Sad news: Ted Robert Gurr died on 25 November
He was a true giant of our field, who will be remembered for his contributions to the study of civil violence, crime, genocide, democracy, and ethnic conflict – and more.
Ted’s main contribution to the study of civil violence, Why Men Rebel, was published as early as 1970 and quickly became a standard reference. His formula for what generates rebellion – opportunity plus motive plus shared identity – remains central to the field.
In the 1990s, after focusing for decades on international war, peace research turned its attention fully to the study of civil war, which after all was the most prevalent form of armed conflict. For many scholars, including those of us who were associated with PRIO’s Centre for the Study of Civil War, Ted Gurr’s work was a major source of inspiration. At the time, a concentration on opportunity factors was very much en vogue in the study of civil war. Inspiration from Ted Gurr’s work helped to mak the pendulum swing back to a focus on motives for insurgency. (1)
I remember with gratitude serving as editor of Journal of Peace Research in 1995 when he published (with Keith Jaggers) his article on Polity III, which became a key tool for measuring regime type in the rapidly expanding democratic peace literature. To this day, this is the second-most cited article in JPR. I am glad to note that it is also Ted’s most frequently cited article. (2)
Following this collaborative effort, we approached Ted about the possibility of adding precise dates to the regime changes in Polity. Our main motivation was to avoid anomalous cases of apparent wars between democracies (such as Cyprus vs Turkey in 1974). These anomalous cases turned up because of the annual coding of regime change in Polity, which missed a regime change away from democracy before the war occurred. Ted generously lent us the coding sheets for the original Polity coding, which greatly helped our efforts, and we were able to publish a revised dataset that we titled Polity IIId. (3)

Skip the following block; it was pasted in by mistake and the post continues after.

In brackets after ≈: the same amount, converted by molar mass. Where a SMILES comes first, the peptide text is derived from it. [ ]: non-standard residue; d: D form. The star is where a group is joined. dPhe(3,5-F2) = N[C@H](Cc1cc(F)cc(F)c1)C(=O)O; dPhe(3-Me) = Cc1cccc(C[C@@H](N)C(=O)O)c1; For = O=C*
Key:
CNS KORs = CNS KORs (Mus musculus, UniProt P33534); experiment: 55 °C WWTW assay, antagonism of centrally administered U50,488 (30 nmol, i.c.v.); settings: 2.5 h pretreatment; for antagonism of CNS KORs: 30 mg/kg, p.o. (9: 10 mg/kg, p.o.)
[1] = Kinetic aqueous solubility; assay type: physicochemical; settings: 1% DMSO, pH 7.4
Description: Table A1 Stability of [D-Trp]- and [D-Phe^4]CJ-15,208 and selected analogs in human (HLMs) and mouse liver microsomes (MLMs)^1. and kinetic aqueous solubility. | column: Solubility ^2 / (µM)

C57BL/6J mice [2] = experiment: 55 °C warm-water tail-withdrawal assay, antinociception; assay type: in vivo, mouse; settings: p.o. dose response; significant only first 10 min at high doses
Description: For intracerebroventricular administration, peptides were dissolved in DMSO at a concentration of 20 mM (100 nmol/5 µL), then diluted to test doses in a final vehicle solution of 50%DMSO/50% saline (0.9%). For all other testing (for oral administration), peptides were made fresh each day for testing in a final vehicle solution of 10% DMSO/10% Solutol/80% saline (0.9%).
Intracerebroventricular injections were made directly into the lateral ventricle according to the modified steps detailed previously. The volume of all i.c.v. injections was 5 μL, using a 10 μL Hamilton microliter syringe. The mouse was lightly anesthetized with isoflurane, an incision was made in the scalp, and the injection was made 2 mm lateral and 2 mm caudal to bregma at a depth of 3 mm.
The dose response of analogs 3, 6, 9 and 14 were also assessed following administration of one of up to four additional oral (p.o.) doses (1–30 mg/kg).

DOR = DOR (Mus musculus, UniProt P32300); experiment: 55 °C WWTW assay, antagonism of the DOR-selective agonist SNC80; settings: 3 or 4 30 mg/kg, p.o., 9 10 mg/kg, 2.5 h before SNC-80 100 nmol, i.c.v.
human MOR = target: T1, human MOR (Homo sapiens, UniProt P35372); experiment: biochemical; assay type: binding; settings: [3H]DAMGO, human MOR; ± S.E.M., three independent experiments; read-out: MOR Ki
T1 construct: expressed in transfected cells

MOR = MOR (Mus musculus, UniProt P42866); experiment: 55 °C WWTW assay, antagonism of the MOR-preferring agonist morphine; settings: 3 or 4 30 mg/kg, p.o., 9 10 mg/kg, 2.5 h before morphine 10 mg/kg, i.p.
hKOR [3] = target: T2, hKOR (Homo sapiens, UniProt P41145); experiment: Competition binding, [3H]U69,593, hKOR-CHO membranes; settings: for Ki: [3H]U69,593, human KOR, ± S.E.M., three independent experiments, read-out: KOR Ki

Ted had a wide-ranging career in several major universities and served on important public commissions such as the National Commission on the Causes and Prevention of Violence (1968) and the Political Instability Task Force (from 1994). He spent a year in Uppsala in 1996–97 as the Olof Palme Professor and he served as the President of the International Studies Association in 1994–95.
My last encounter with him was at the ISA convention earlier this year when Routledge Press presented a Festschrift on the occasion of his 80th birthday, to which I had been invited to contribute with two colleagues.(4) He seemed a bit frail, but as intellectually alert as ever. He will be sorely missed.
The Mindfields project, directed by Christian Davenport has published a portrait of Ted Gurr, where he is interviewed by Will Moore, who sadly took his own life earlier this year. He is also greatly missed by his colleagues and friends.
 Gudrun Østby (2008) Polarization, horizontal inequalities and violent civil conflict. Journal of Peace Research 45(2): 143–162 and Lars-Erik Cederman; Kristian Skrede Gleditsch & Julian Wucherpfennig (2017) Predicting the decline of ethnic civil war: Was Gurr right and for the right reasons? Journal of Peace Research 54(2): 262–274.
 Keith Jaggers & Ted R Gurr (1995) Tracking democracy’s third-wave with the Polity-III data. Journal of Peace Research 32(4): 469–482.
 Sara McLaughlin, Scott Gates, Håvard Hegre, Ranveig Gissinger & Nils Petter Gleditsch (1998) Timing the changes in political structures – A new Polity database. Journal of Conflict Resolution 42(2): 231–242.
 Michael Stohl, Mark I Lichbach & Peter Nils Grabosky (eds) (2017) States and Peoples in Conflict. Transformations of Conflict Studies. Oxford: Routledge, 113–129.